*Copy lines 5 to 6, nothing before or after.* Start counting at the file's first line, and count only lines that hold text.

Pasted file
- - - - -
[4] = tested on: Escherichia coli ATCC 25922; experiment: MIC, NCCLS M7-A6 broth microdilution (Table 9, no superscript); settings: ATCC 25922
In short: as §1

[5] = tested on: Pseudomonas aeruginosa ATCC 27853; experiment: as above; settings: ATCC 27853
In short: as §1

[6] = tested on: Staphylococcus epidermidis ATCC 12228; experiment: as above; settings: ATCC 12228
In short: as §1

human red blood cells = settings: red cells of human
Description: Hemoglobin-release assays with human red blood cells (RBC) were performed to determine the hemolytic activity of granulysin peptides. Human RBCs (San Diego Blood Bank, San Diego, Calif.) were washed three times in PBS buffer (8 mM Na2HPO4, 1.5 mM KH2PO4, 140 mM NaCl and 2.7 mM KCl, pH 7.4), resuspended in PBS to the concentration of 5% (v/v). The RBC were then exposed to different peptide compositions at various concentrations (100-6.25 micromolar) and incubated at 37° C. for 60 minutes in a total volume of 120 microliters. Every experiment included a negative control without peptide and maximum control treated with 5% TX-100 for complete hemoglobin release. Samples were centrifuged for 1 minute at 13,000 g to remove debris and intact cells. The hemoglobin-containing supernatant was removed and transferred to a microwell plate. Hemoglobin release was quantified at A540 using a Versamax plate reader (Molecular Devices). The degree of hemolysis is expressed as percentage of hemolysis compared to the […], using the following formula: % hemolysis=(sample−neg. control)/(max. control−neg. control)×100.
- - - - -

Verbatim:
[6] = tested on: Staphylococcus epidermidis ATCC 12228; experiment: as above; settings: ATCC 12228
In short: as §1